·  If not, find an on-line critique group that caters for writers at different levels and actively participate.

·  You can learn as much about writing by constructively reviewing someone else’s work as you can by writing your own.

·  Be considerate – only submit your manuscript when you’ve already edited it into a readable state.

·  The more times you submit the same manuscript, the less feedback you’ll get.

·  If you don’t have time to review other group member’s submissions, don’t expect them to find time to review yours.

f.   While your manuscript doesn’t have to be perfect, it must be polished.

·  Is your manuscript of a professional standard?

·  Does it still need professional editing?

·  You can have a line, copy or content edit, or all three. This will cost money, but it’s one of the three critical steps in ensuring that your completed book is a professional product that readers will want to buy (I’ll discuss the other two critical steps, formatting and cover design in Part 2 of this series)

·  Make sure you find a reputable and professional editor, one that gives good value for money. That means, an editor who is good enough to offer constructive criticism while still respecting your unique creative vision.

g. Your final (and optional) step in writing your book is to add more elements to the body of the book.

·  You will need to give some thought to including some, or all, of a title page, a copyright page, a dedication, an epigraph page, a list of contents, an acknowledgements page, and an author page letting readers know a little about you and where they can find you on the web.

·  If you’re writing a non-fiction book, you may also need to consider including a list of illustrations, a list of tables, a preface and a forward.

·  In eBooks, especially fiction, it’s best to include as much as you can after the text itself (as backmatter). Part of your marketing strategy (discussed in Part 3 of this series) will be to offer free samples to readers to entice them to buy your book. While these pages give your book a professional layer, if the free sample consists of everything but the text, chances are a new reader won’t be interested in buying it.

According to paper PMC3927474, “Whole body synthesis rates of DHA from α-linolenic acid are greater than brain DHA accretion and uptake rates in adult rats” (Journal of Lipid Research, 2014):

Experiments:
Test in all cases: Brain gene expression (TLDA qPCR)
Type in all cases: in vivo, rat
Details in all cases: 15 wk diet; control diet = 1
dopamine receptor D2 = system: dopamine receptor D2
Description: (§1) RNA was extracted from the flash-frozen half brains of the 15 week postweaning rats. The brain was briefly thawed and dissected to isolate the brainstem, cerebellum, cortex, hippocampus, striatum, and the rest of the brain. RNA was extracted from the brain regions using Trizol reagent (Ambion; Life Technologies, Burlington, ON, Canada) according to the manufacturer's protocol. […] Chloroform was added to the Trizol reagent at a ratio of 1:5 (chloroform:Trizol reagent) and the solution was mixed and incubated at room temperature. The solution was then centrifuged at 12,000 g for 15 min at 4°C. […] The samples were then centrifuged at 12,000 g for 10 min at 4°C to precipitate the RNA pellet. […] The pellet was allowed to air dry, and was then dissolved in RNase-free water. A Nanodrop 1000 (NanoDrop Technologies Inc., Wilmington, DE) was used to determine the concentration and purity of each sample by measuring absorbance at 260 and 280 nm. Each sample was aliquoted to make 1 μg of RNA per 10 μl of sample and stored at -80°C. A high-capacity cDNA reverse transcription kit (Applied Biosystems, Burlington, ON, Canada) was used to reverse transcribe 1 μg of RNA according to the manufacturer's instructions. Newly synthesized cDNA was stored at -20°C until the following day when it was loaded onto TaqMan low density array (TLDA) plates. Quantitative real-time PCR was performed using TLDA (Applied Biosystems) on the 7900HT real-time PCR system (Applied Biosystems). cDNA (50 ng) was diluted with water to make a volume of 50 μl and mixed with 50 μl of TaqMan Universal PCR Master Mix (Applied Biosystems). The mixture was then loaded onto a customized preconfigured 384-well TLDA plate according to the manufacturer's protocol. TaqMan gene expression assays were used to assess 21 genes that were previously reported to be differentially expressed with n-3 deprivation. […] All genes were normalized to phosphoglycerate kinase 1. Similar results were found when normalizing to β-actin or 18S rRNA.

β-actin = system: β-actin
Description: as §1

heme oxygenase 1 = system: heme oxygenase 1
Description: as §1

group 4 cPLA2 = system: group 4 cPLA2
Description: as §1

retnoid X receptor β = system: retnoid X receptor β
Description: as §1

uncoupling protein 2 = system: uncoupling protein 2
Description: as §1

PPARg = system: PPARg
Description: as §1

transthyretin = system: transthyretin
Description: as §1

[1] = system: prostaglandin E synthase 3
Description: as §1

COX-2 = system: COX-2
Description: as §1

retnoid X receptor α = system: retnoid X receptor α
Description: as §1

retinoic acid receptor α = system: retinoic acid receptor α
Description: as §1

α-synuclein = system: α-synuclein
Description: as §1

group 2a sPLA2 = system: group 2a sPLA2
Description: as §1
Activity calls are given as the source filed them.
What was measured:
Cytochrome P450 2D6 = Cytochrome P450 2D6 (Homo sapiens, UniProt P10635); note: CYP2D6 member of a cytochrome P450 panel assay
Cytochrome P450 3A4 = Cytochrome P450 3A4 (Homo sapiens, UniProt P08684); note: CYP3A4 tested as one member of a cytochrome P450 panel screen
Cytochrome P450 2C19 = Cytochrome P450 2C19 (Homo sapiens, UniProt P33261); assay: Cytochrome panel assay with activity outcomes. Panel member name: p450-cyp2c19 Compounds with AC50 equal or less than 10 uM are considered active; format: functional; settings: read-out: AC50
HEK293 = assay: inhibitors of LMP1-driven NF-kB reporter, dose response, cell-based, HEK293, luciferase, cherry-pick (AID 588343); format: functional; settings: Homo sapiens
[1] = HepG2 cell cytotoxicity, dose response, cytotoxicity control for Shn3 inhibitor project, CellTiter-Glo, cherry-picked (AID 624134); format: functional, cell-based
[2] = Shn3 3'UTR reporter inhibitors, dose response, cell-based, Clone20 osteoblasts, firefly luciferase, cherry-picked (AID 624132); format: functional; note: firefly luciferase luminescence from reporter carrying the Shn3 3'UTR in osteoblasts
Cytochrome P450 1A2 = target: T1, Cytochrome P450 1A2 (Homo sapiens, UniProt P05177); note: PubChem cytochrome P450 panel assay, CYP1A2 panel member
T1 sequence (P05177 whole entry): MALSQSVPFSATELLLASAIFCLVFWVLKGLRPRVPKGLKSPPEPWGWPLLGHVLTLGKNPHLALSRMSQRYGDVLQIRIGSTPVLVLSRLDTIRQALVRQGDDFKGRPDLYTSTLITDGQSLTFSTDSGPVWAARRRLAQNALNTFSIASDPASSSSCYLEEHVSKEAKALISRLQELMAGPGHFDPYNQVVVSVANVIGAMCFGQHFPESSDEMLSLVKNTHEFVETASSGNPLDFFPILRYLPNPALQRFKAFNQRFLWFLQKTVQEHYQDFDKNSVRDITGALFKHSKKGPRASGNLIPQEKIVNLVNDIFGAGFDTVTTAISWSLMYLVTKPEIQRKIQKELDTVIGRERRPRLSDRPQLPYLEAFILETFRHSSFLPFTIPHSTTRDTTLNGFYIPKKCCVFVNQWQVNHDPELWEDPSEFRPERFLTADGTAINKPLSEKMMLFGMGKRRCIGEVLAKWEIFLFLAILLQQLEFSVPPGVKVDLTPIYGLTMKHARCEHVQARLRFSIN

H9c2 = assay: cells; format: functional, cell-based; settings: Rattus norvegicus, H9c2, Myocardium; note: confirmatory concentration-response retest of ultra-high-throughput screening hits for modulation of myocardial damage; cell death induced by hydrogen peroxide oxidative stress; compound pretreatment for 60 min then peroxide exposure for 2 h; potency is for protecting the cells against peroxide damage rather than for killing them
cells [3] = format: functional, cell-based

·  Do you have an ISBN (International Standard Book Number) included in your copyright page?

                             i.            An ISBN is a unique numeric commercial book identifier number.

                           ii.            You can choose to publish your eBook without an ISBN, but having an ISBN is an essential requirement for inclusion in the catalogues of some on-line booksellers, such as Apple iBooks.

                         iii.            Some eBook publishers/distributors such as Amazon and Draft2Digital do provide an ISBN service, but then their name will be reflected as the publisher. Unless you have your own publishing imprint, this could be the option that suits your preferred needs.

                        iv.            If you live in South Africa and want to publish your books through your own publishing imprint, you can apply for a free ISBN from the National Library of South Africa. You will, however, have to provide free copies of the books to the national legal depositories, details of which are provided when the ISBN is issued.

When you’re finally happy that your manuscript is of the highest possible quality, you’re ready to move onto the next step, Establishing your Author Brand.

We’ll discuss that in Part 2 of the series.


You can read How to Publish your eBook in South Africa - Part 2 here
You can read How to Publish your eBook in South Africa - Part 3 here